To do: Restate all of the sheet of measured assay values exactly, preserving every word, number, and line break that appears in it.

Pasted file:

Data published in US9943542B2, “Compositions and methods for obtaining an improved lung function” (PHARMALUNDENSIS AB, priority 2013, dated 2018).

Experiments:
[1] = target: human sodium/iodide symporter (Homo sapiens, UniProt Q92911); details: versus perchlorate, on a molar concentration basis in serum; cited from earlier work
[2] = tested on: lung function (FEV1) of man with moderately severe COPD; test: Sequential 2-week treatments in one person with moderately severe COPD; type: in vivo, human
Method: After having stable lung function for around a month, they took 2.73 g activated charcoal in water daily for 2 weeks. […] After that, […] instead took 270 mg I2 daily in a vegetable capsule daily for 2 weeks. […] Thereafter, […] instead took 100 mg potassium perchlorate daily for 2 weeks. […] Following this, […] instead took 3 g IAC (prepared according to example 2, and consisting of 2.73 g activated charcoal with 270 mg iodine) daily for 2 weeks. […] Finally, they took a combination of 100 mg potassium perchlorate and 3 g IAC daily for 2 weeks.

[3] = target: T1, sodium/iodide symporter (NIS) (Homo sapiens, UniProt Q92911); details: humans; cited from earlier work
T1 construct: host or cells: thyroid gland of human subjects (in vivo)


Data published in US9943542B2, “Compositions and methods for obtaining an improved lung function” (PHARMALUNDENSIS AB, priority 2013, dated 2018).

Experiments:
[1] = target: human sodium/iodide symporter (Homo sapiens, UniProt Q92911); details: versus perchlorate, on a molar concentration basis in serum; cited from earlier work
[2] = tested on: lung function (FEV1) of man with moderately severe COPD; test: Sequential 2-week treatments in one person with moderately severe COPD; type: in vivo, human
Method: After having stable lung function for around a month, they took 2.73 g activated charcoal in water daily for 2 weeks. […] After that, […] instead took 270 mg I2 daily in a vegetable capsule daily for 2 weeks. […] Thereafter, […] instead took 100 mg potassium perchlorate daily for 2 weeks. […] Following this, […] instead took 3 g IAC (prepared according to example 2, and consisting of 2.73 g activated charcoal with 270 mg iodine) daily for 2 weeks. […] Finally, they took a combination of 100 mg potassium perchlorate and 3 g IAC daily for 2 weeks.

[3] = target: T1, sodium/iodide symporter (NIS) (Homo sapiens, UniProt Q92911); details: humans; cited from earlier work
T1 construct: host or cells: thyroid gland of human subjects (in vivo)